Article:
Monday, 30 June 2014

420 miles/ 672 km.... to play wargames

and then back home again....

Mike and I have known each other for many years, meeting a couple times a year for a wargame or two.  But the last time I was at his home, in the small town of some 5,600 souls in northern British Columbia, Canada, was 24 years ago!
So, with air flight ticket paid for with loyalty points.  And he a weekend off work, we had two and half days of fun pushing around some miniatures.

Mike in his own bit of heaven;  his wargame loft.

His [partial] army collection!  Needless to say we used only his figures.
The no chips (British translation: crisps) zone!

"the entrance to heaven"  His 'ladder' to the loft is a bit steep. He is so devoted to the hobby, he removed his roof to build this loft on top of his house!
After I snooped around the loft like a dog in a new house, going this way and that, poking my nose into every box and shelf, we got "down to business" and began the weekend with a Muskets and Tomahawks game.  I wanted to try this newish rule set as I need a good skirmish one for myself.   While it does have some gaps, and does involve a bit of dice rolling, the whole effect is fairly good.  We did not get into the role-playing as suggested in the rules but played it straight up with Mike commanding the British and I, the French.

It can be played on a small table.  The white round counters are my Indians blinds.

I have secured the village as Mike's British cross the bridges.

Mike had previously purchased my AWI collection and a few were used in this game. Good to see them again.

Ah, yes, my usual dice rolling.  Only three hits out of the 12 die thrown...

Entertaining game which seemed to ebb back and forth depending on how poorly we each rolled that turn.  Mike's dice were not hot either.
massed French vs Rangers behind a stone wall...oh, dear. It did not work out well for me.

We played and talked well into the wee hours.  We could say we were lulled by the continued sunlight as, at this high latitude, darkness does not really occur until 23:00 (11 pm), however, to be honest, we were enjoying the conversation and game.
Next day arose fairly early to watch the World Cup Football match.  After which, Mike's usual gaming buddies, Stede and Scott, arrived to play a Fire and Fury ACW scenario of the Battle of Spring Hill.  I took command of the Confederate cavalry which, for this scenario, did not have ammo so no use dismounting,eh. And they are directly across a stream from ready Union brigades but the terrain did not suggest a flanking move.  But once Mike, as GM, said moving across the stream was not disordering but a mere 3" move penalty I knew I would be a grey-clad 'Custer'; Reb's +1 for charging and all....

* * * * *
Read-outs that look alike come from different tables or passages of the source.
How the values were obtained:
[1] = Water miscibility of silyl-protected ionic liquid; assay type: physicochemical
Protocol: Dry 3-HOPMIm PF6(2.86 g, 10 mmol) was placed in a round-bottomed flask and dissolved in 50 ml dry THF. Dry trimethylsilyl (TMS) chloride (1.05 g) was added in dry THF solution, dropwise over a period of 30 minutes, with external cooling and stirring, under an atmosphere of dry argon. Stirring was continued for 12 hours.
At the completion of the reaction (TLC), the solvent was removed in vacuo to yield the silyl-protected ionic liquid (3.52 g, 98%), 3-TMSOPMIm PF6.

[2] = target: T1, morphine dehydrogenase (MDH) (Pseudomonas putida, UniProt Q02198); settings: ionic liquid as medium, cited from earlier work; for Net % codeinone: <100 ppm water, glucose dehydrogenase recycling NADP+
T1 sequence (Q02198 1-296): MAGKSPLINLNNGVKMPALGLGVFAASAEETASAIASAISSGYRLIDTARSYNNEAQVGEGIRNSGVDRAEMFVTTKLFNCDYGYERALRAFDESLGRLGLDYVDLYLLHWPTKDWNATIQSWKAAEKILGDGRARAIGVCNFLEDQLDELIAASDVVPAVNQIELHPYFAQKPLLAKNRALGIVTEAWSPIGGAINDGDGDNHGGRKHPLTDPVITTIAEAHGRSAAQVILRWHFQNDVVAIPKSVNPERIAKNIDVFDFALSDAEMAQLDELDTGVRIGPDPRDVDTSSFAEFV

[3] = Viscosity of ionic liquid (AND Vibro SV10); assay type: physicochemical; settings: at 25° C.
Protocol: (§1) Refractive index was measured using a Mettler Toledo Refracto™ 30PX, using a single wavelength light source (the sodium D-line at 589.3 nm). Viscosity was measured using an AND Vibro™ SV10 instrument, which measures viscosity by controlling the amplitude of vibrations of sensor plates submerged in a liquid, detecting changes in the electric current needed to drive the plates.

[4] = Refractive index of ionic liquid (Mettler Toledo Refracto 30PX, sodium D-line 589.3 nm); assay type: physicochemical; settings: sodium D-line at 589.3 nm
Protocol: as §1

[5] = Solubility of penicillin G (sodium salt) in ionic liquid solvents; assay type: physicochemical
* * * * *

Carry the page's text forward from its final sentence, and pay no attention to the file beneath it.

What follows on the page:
my Rebel cavalry has already pushed back the Union boys and occupy the town on the way to capture their supply train (upper right) the victory condition (other than eliminate the enemy)
a photo of one of my wild-ass but generally successful charges

The game was good as the friends agreed the scenario was interesting and no doubt they will have another go at it.  The Fire and Fury rules always give a good result. 

With the friends departure and after dinner, we had a go at a Russian (me) vs Prussian (Mike) Seven Years War affair with a home brew ruleset which I had started but failed to continue to playtest.  However previous games excited Mike enough for him to base this large collection to my style of basing!  So we spent another long evening ( 0330 hours in this case!) playing and revising.  Fun stuff. And no, not even close to being cohesive.

Mike's Russian infantry in the large stand basing style.

I massed the Russian artillery (yes, they were in red during the SYW)

My painted Bosniaks unit of the Prussian army now in Mike's collection.

Ability to move elements is based on the number of pips the player rolls.  We had large commands and only one d6 per so without group moves, you tend to fight with limited troops, so much of your army is not being committed.  In my case, my masses of Russian infantry were stationary on the flanks while the cavalry fought on the left flank and Mike's Prussians slowly crushed my center.  I managed to kinda plug the gap but I was already starting to call the retreat.

The 'Yellow Hussars' on my left flank stayed locked in combat for five turns! thereby thwarting the Prussian advance

The Prussian masses in the center.  The horse on the left is my Russian heavies to which I had to attach my CinC to move them which will see them turn left and break the Prussian green clad Freikorps in the caps and with really no option but to continue this 'death ride' around the Prussian army in its rear!  I lost his extra command pips which hurt my battle plans.

a 'gamer's view' of the SYW battle from the Prussian perspective
 On Sunday again breakfast watching the World Cup football and then upstairs to have a go at his home brew AWI rules which is an interest mix of parts of all the other rules he uses. 
The first game was a small scenario which a British regular force was attacked by a much larger but mostly militia army.  While the British did have reinforcements coming to the rescue, they were not needed as the poor militia had a tough time of it as they usual do with disorganization, routing, and poor fire.  Many times, Mike's poor rolls did not help :-)

a good example of the basing for both this AWI unit and of his (and mine) SYW formations

the game in action with the British confidently holding their positions

a couple of my former painted units shooting at each other

from the second game.  The cotton puffs indicate that the unit has not moved and cannot but has a +1 for "volley fire"